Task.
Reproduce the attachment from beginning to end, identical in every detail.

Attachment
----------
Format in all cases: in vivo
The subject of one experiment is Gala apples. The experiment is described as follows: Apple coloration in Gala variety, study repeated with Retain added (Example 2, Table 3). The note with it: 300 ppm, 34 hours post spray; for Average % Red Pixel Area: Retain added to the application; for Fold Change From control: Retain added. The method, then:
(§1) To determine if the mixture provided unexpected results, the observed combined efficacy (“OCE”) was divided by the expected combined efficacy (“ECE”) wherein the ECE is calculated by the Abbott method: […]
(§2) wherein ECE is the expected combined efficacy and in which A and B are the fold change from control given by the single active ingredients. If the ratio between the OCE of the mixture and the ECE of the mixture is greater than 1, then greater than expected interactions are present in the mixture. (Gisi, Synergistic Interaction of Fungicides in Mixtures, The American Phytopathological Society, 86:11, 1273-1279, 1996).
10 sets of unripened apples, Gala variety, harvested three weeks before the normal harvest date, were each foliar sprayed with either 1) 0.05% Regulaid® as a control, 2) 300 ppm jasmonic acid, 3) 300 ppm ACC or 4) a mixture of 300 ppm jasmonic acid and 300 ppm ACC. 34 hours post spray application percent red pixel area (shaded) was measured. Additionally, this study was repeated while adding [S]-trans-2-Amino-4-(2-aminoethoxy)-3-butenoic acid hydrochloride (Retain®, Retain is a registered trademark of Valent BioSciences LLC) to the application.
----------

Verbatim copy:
Format in all cases: in vivo
The subject of one experiment is Gala apples. The experiment is described as follows: Apple coloration in Gala variety, study repeated with Retain added (Example 2, Table 3). The note with it: 300 ppm, 34 hours post spray; for Average % Red Pixel Area: Retain added to the application; for Fold Change From control: Retain added. The method, then:
(§1) To determine if the mixture provided unexpected results, the observed combined efficacy (“OCE”) was divided by the expected combined efficacy (“ECE”) wherein the ECE is calculated by the Abbott method: […]
(§2) wherein ECE is the expected combined efficacy and in which A and B are the fold change from control given by the single active ingredients. If the ratio between the OCE of the mixture and the ECE of the mixture is greater than 1, then greater than expected interactions are present in the mixture. (Gisi, Synergistic Interaction of Fungicides in Mixtures, The American Phytopathological Society, 86:11, 1273-1279, 1996).
10 sets of unripened apples, Gala variety, harvested three weeks before the normal harvest date, were each foliar sprayed with either 1) 0.05% Regulaid® as a control, 2) 300 ppm jasmonic acid, 3) 300 ppm ACC or 4) a mixture of 300 ppm jasmonic acid and 300 ppm ACC. 34 hours post spray application percent red pixel area (shaded) was measured. Additionally, this study was repeated while adding [S]-trans-2-Amino-4-(2-aminoethoxy)-3-butenoic acid hydrochloride (Retain®, Retain is a registered trademark of Valent BioSciences LLC) to the application.